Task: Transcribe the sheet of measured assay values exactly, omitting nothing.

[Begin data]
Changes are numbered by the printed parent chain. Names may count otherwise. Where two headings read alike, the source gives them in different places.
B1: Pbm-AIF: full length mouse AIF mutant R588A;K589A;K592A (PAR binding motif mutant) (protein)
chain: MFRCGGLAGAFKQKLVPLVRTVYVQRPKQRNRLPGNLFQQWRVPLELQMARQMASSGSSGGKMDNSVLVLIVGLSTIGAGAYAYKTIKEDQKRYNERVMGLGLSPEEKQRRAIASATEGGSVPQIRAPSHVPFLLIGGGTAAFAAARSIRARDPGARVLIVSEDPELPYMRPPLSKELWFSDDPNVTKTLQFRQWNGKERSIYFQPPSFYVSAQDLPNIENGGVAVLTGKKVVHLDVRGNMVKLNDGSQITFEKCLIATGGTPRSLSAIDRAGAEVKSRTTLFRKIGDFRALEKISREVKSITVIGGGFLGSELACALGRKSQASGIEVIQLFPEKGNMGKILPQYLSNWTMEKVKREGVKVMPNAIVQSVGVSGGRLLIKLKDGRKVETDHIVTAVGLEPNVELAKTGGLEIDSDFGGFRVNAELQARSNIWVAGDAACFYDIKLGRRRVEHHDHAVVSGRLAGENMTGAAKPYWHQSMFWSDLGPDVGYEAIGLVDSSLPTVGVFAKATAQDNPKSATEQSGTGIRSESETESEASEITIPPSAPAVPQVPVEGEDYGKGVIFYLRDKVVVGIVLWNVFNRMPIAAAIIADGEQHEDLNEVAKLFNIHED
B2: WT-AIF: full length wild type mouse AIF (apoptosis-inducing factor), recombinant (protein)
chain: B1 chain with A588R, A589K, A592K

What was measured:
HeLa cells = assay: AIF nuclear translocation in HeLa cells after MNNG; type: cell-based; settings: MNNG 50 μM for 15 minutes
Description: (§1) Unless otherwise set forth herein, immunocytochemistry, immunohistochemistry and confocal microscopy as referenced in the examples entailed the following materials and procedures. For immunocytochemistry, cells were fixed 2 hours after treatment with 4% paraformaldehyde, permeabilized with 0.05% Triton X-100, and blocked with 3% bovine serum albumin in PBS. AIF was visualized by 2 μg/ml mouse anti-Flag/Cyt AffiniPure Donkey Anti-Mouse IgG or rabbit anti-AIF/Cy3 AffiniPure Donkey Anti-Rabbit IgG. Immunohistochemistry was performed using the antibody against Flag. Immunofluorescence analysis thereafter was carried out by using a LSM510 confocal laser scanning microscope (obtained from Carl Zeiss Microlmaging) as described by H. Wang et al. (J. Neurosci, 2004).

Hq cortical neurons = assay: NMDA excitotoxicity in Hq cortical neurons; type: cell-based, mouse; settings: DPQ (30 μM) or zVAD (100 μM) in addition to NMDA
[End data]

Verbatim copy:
Changes are numbered by the printed parent chain. Names may count otherwise. Where two headings read alike, the source gives them in different places.
B1: Pbm-AIF: full length mouse AIF mutant R588A;K589A;K592A (PAR binding motif mutant) (protein)
chain: MFRCGGLAGAFKQKLVPLVRTVYVQRPKQRNRLPGNLFQQWRVPLELQMARQMASSGSSGGKMDNSVLVLIVGLSTIGAGAYAYKTIKEDQKRYNERVMGLGLSPEEKQRRAIASATEGGSVPQIRAPSHVPFLLIGGGTAAFAAARSIRARDPGARVLIVSEDPELPYMRPPLSKELWFSDDPNVTKTLQFRQWNGKERSIYFQPPSFYVSAQDLPNIENGGVAVLTGKKVVHLDVRGNMVKLNDGSQITFEKCLIATGGTPRSLSAIDRAGAEVKSRTTLFRKIGDFRALEKISREVKSITVIGGGFLGSELACALGRKSQASGIEVIQLFPEKGNMGKILPQYLSNWTMEKVKREGVKVMPNAIVQSVGVSGGRLLIKLKDGRKVETDHIVTAVGLEPNVELAKTGGLEIDSDFGGFRVNAELQARSNIWVAGDAACFYDIKLGRRRVEHHDHAVVSGRLAGENMTGAAKPYWHQSMFWSDLGPDVGYEAIGLVDSSLPTVGVFAKATAQDNPKSATEQSGTGIRSESETESEASEITIPPSAPAVPQVPVEGEDYGKGVIFYLRDKVVVGIVLWNVFNRMPIAAAIIADGEQHEDLNEVAKLFNIHED
B2: WT-AIF: full length wild type mouse AIF (apoptosis-inducing factor), recombinant (protein)
chain: B1 chain with A588R, A589K, A592K

What was measured:
HeLa cells = assay: AIF nuclear translocation in HeLa cells after MNNG; type: cell-based; settings: MNNG 50 μM for 15 minutes
Description: (§1) Unless otherwise set forth herein, immunocytochemistry, immunohistochemistry and confocal microscopy as referenced in the examples entailed the following materials and procedures. For immunocytochemistry, cells were fixed 2 hours after treatment with 4% paraformaldehyde, permeabilized with 0.05% Triton X-100, and blocked with 3% bovine serum albumin in PBS. AIF was visualized by 2 μg/ml mouse anti-Flag/Cyt AffiniPure Donkey Anti-Mouse IgG or rabbit anti-AIF/Cy3 AffiniPure Donkey Anti-Rabbit IgG. Immunohistochemistry was performed using the antibody against Flag. Immunofluorescence analysis thereafter was carried out by using a LSM510 confocal laser scanning microscope (obtained from Carl Zeiss Microlmaging) as described by H. Wang et al. (J. Neurosci, 2004).

Hq cortical neurons = assay: NMDA excitotoxicity in Hq cortical neurons; type: cell-based, mouse; settings: DPQ (30 μM) or zVAD (100 μM) in addition to NMDA